Luna Vineyards Sangiovese 2007
Sangiovese from Napa Valley, California
Fermentation was allowed to occur naturally over a period of three weeks, using only native yeasts. The wine then spent another twenty-one days in an extended maceration before pressing. The extended skin contact allowed us to coax out the subtle nuances and midpalate texture that we strive for in our Sangiovese. Portions of the Merlot were blended in to contribute rich, berry flavors and Petite Sirah, for tannins, color stability and longer aging potential.
International Wine Cellar - "Good full ruby-red. Vibrant aromas of raspberry, bitter cherry, licorice and rose petal. The palate offers terrific juicy berry intensity with brisk framing acidity; reminded me of a top zinfandel from the days before this variety was routinely overwhelmed by new oak or blurred by overripeness. This sharply delineated fruit bomb finishes with substantial dusty tannins and noteworthy purity, cut and length, showing little sign of its 14.9% alcohol. Drink this now or hold it for three to five years. The sangiovese craze in California has passed, but Luna's example remains consistently excellent-and gently priced."
Luna Vineyards was founded in 1995 by George Vare and Mike Moone. Both Vare and Moone have been Presidents of major California wineries and important influences in the California wine industry since the mid-1960's.
The founders purchased the St. Andrews winery, located at the foot of the Silverado Trail in Napa Valley, and set out to produce Italian varietal wines - Pinot Grigio, Sangiovese and Merlot.
In 1996, after 20 years experience with other wineries, the last 13 at Newton Vineyards where he established himself in the forefront of Napa Valley winemakers, Winemaster John Kongsgaard joined Luna as Vice President and partner. John is particularly noted for his outstanding Merlots and spent seven years in collaboration with Michel Rolland from Bordeaux perfecting winemaking techniques in the Napa region.
With a passion for Italian wines combined with a desire to live slightly on the edge, John happily joined Luna. He was excited by the opportunity to travel to the "Old World" and learn how to adapt their traditional and new techniques for growing grapes and making wine from Sangiovese and Pinot Grigio. View all Luna Vineyards Wines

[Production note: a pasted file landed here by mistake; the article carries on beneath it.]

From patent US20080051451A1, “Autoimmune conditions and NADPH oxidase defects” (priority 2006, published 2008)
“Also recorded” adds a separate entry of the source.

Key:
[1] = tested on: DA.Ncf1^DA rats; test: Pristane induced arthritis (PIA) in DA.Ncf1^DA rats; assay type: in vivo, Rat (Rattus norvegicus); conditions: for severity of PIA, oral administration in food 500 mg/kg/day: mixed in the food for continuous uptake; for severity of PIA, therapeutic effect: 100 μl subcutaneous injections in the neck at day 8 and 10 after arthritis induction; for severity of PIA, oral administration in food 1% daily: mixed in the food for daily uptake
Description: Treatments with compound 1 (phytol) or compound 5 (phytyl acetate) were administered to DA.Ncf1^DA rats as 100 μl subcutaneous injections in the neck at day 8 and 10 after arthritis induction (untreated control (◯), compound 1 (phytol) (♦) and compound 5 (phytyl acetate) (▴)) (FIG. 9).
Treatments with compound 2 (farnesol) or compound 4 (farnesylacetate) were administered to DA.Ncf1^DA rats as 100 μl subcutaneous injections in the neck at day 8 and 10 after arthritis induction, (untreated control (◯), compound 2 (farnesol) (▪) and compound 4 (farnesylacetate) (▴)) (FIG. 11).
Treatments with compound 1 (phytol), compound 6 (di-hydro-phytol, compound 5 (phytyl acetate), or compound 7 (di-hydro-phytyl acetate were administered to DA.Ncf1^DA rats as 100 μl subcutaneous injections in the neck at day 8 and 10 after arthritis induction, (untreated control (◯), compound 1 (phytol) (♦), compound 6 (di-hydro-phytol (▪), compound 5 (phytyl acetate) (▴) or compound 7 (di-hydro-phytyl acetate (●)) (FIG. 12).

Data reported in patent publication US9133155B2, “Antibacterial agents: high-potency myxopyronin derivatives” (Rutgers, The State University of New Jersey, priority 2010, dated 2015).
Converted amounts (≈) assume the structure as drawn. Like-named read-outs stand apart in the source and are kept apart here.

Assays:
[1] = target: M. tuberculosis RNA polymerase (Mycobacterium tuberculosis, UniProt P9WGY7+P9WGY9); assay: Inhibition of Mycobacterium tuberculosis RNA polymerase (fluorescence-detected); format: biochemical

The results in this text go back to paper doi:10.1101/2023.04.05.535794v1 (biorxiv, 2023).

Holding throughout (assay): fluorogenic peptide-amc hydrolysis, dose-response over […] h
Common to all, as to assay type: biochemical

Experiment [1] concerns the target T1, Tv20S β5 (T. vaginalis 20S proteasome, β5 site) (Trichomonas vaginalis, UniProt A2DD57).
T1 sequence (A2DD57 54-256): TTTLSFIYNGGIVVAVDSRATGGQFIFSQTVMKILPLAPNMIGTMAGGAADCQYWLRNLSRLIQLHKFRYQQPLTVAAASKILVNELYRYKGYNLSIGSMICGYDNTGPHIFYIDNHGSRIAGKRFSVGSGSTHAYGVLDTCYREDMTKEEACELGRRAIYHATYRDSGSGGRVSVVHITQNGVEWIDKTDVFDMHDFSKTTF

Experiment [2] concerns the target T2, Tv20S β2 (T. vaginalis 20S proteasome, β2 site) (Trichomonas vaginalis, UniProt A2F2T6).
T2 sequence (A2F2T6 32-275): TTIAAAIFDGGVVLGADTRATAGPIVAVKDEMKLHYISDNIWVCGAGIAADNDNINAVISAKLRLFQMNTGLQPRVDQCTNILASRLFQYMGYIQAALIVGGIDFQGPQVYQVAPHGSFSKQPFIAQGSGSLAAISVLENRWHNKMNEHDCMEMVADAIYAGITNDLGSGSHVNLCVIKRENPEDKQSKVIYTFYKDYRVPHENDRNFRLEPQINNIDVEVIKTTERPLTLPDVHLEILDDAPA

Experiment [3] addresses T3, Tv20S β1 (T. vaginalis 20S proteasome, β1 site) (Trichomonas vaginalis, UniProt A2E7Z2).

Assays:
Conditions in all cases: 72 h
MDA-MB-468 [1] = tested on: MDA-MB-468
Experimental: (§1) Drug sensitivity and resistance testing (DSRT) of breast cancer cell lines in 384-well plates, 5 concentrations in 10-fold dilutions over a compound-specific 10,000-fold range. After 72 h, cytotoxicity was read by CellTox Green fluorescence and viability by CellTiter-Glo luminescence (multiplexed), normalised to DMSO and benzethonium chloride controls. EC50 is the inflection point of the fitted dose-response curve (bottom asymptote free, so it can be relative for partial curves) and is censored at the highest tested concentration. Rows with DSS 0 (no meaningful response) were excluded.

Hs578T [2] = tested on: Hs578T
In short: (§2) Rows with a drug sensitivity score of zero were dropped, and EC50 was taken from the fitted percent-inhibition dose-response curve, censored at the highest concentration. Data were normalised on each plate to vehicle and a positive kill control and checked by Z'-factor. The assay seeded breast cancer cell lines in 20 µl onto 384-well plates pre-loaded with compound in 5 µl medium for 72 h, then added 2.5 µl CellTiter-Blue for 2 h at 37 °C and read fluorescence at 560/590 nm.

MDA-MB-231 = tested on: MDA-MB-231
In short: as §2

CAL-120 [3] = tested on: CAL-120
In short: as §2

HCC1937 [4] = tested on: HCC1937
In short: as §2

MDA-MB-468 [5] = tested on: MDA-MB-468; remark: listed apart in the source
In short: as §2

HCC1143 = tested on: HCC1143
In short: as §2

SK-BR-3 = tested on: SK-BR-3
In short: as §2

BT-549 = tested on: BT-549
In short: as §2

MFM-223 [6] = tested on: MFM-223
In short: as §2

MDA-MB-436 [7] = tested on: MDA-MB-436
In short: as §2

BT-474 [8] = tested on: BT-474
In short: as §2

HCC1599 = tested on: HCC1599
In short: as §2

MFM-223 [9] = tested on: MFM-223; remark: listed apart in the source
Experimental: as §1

About Napa ValleyView a map of Napa Valley wineries
It's hard not to think of Napa Valley when thinking of California wines. The region is, after all, the one that brought world recognition to California wine making. The area was settled by a few choice wine families in the 1960's who bet that the wines of the area would grow and flourish. They were right. The Napa wine industry really took off in the 1980's, when vineyard lands were scooped up and vines were planted throughout the county. A number of wineries emerged, from large conglomerates to small boutiques to cult classics. Cabernet Sauvignon is definitely the grape of choice here, with many winemakers also focusing on Bordeaux Blends. Whites are usually Chardonnay and Sauvignon Blanc.
Notable FactsWithin the Napa Valley lie smaller sub-AVAs that lend even more character specifics to the wines. Furthest south is Carneros, followed by Yountville, Oakville & Rutherford. Above those two is St.-Helena and finally, just granted an AVA, Calistoga. These areas are situated on the valley floor and are known for creating rich, smooth Cabernet Sauvignon, Merlot and Chardonnay. There are a few mountain regions as well, nestled on the slopes overlooking the valley AVAs. Those include Howell Mountain, Stags Leap and Mount Veeder. Wines from the mountain regions are often more structured and firm, benefiting from more time in the bottle to evolve and soften.
About CaliforniaIt's not rare to see a wine's country of origin listed as "California." A country into itself in the wine world, California makes enough varieties and styles to match many European wine countries. It produces a diverse range of wines that span the quality spectrum.
The most famous of the California wine regions is Napa Valley, and these wines are certainly outstanding – but it's not as broad and diverse as its larger neighbor, Sonoma County. Down south, Santa Barbara's Santa Maria Valley is well-known for its Rhône blends, as well as cool-climate varieties like Pinot and Chardonnay. The Central Coast, the largest California AVA, has many different microclimates that lead to a wide range of wines with many sub-AVAs.
Customer ReviewsSign In to Add Your Review44 out of 5 stars